The Way We Live Now--Chapters LX--LXXX (60--80)
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As the financial bubble which is the Mexican Railway bursts on the heels of Melmotte's successful although evental fatal political bid for a seat in Parliament, Melmotte's schemes began to unravel. Unable to meet financial demands with the Longstaffes (for fraudlent acquisition of the Pickering estate) and the Nidderdales (Marie's marriage settlement), Melmotte resorts to threats and violence against his daughter who is key to his concealed fortune. Nemesis visits Georgiana in her marriage bid for the wealthy but elderly and Jewish Braghert. Sir Felix meets nemesis on the street in the person of John Crumb who visits physical retribution on his person for an attempted seduction of Ruby. These are Trollope's characters who are at the mercy of their own weakensses and who are unable or unwilling to combat effectively what is happening to them.
Corresponding characters (facing not necessarily nemesis but rather consequences of actions) all make a stand and attempt to rise above circumstances. These include Marie, Mrs. Hurtle and Roger. Each operate from a position of strength (whatever their judgement) and make a stand against the forces that overwhelm them.
Trollope has much to say in this section of the novel on bigotry and hypocrisy. Jews, Americans, divorced women, people in "trade' and of course those of a lower station in life all come in for censure from Trollope's upper classes though these characters are morally and financially improverished. The Way We Live Now takes on another more dark meaning when we look at the novel as a satire of bigotry. We live now not only deloploring the new and radical ways of living but also honoring and cherishing our life-long prejudices and bigotries.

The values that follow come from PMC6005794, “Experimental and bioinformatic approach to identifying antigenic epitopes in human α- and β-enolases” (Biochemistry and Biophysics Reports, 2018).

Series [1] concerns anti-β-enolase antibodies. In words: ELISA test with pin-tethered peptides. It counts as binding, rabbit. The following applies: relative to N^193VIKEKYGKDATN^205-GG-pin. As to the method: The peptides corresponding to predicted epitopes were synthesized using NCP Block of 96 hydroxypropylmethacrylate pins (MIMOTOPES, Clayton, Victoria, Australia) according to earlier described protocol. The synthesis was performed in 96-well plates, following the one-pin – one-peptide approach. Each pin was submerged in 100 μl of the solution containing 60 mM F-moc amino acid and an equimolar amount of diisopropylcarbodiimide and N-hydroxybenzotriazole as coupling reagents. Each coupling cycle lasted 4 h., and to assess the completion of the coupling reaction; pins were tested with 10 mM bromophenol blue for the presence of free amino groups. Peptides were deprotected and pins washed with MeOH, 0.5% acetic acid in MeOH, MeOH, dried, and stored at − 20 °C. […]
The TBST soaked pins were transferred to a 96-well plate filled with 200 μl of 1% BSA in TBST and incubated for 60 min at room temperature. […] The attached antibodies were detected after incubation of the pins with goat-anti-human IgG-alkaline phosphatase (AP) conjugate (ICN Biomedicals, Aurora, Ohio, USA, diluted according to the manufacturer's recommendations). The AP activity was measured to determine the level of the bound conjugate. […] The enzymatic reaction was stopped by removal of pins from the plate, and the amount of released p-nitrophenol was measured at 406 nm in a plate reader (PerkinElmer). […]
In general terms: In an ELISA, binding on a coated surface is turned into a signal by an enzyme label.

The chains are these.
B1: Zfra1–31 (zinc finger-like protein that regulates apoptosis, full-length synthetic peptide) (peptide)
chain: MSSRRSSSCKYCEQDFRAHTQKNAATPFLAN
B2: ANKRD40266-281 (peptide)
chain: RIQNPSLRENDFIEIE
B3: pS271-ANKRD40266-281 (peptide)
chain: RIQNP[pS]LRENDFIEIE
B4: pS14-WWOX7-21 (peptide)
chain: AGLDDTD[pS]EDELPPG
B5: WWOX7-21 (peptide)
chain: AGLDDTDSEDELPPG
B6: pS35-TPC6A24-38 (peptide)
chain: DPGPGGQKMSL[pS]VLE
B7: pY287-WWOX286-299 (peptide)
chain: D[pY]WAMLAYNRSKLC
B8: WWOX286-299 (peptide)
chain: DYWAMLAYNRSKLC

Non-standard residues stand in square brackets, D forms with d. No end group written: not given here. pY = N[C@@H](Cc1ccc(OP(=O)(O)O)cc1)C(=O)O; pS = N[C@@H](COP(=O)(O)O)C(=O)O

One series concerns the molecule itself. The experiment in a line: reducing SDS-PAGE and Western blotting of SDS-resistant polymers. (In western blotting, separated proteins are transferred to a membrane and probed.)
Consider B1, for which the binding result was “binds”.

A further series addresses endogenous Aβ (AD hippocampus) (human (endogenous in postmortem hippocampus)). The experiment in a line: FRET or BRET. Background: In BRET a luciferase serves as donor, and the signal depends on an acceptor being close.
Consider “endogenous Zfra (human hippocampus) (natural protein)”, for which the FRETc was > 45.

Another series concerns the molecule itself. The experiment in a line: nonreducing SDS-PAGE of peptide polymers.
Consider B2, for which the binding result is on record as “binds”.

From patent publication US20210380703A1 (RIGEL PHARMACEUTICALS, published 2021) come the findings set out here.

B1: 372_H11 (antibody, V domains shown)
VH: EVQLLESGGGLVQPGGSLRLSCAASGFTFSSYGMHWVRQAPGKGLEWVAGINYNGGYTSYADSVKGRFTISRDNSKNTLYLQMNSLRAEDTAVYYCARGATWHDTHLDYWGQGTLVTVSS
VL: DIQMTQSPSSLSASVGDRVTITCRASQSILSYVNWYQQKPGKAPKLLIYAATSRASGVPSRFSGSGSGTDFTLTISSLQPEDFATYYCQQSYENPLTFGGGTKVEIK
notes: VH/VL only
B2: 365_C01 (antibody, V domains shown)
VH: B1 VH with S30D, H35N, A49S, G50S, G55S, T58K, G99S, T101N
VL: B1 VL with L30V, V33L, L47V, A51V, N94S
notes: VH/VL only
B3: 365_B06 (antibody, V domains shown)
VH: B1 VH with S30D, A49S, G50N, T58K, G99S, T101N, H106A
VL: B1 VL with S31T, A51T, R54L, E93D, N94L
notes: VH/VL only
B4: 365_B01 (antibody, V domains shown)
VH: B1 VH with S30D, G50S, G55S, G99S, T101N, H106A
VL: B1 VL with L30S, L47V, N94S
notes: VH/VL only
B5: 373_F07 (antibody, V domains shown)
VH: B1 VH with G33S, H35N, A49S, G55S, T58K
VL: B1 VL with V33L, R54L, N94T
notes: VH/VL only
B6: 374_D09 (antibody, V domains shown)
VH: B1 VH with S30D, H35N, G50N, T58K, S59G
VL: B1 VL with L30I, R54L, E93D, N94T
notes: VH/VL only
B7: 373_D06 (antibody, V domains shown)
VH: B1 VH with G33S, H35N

I thought Longstaffe's reaction showed the depth of his, and his society's, anti-semitic feelings; as in "things are bad but they can't be THAT bad!"
On the other hand, I think Trollope showcased the bigotry of some people in the upper classes of England during this period with Mr. Longstaffe. Mr. Longstaffe doesn't seem to care about his own moves or even that of his daughter. The only issue is what people think about the family---that is: what people who MATTER think! So he sacrifices her to spinsterhood (or as a poor second choice, a marriage of poverty) rather than a comfortable life with someone who "one would not dream of meeting in society".
On a different track, did you think that Trollope has a poor opinion of women who "know their own mind and act on it"? The women who did step out of line in this novel seemed to wind up with the short end of the stick. What do you think?
This sort of thing is unfortunately something you just have to deal with if you're going to wade into the Victorian novel; although I do find Trollope particularly infuriating for reasons I could go into at very great length...but I'll spare you here. Briefly, it seems to me he laid down some very narrow tracks for women in his mind, and in his novels any woman running off them at all is either ridiculed or overly severely punished, sometimes both.
It's particularly exasperating because in his real life he knew and apparently admired some real "pioneers". These encounters don't seem to have opened his mind at all, though.
Anyway, you understand now why I made that early comment about the handling of Mrs Hurtle. :)
He was also guilty of casual antisemitism, as again most writers at that time were. However, there at least he seemed to sometimes realise his own injustice, and write characters like Brehgert.
I really don't know that much about Trollope's life but I think his mother was a novelist who, I think, spent some time in the U.S. I wonder how much of Lady Carbury, also a novelist, is drawn from Trollope's own mother. If so---not a very flattering portrayal of a family member. And if not---then not a flattering portrayal of women writers as a whole. Just a thought.